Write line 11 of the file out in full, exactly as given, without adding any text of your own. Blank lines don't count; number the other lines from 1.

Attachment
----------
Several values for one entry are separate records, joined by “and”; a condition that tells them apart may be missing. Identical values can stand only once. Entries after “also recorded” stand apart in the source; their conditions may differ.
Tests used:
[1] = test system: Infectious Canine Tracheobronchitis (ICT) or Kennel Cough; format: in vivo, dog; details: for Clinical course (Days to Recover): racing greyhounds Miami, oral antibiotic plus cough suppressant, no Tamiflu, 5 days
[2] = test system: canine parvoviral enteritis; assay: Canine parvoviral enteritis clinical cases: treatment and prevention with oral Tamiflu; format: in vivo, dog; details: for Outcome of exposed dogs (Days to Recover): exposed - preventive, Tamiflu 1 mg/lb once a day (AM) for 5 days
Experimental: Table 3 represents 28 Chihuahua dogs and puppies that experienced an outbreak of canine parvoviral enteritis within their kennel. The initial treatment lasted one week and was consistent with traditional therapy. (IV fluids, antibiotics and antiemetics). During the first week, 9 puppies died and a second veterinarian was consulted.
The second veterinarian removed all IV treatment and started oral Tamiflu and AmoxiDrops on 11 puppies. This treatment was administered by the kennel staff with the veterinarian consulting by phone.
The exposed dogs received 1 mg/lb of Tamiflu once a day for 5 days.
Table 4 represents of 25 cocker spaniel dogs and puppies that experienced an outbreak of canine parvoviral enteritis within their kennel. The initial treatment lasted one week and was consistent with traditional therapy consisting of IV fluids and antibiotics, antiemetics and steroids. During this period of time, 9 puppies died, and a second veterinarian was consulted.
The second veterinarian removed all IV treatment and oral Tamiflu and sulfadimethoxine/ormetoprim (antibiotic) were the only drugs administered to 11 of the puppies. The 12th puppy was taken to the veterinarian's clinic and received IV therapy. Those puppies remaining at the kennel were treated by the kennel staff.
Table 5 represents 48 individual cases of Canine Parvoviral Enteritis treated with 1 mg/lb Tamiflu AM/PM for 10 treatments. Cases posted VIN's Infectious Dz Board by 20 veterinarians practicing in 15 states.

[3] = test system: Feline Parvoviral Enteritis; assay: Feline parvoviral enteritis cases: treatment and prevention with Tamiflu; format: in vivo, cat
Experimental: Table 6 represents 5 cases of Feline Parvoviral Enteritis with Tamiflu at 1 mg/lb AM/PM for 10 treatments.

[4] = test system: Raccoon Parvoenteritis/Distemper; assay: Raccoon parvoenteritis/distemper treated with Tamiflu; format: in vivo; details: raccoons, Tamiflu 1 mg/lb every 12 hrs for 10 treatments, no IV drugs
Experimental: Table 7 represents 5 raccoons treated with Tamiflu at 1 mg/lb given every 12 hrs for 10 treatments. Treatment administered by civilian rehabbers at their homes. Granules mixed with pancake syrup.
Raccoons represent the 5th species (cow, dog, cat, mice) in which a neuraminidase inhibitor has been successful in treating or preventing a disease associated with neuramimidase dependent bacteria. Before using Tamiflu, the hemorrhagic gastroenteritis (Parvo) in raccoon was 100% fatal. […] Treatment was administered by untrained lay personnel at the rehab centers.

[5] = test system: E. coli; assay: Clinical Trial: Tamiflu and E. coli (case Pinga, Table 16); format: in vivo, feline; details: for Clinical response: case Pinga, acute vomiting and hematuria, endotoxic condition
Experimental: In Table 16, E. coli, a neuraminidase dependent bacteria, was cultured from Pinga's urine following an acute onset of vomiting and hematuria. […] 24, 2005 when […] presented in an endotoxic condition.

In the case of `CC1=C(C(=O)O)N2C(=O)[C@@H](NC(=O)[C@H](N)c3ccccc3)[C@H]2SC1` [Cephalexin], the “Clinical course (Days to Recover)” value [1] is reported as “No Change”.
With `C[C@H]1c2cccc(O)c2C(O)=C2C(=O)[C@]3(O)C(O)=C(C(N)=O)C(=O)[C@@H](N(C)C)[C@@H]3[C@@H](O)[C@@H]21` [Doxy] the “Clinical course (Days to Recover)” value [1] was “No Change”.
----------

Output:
[3] = test system: Feline Parvoviral Enteritis; assay: Feline parvoviral enteritis cases: treatment and prevention with Tamiflu; format: in vivo, cat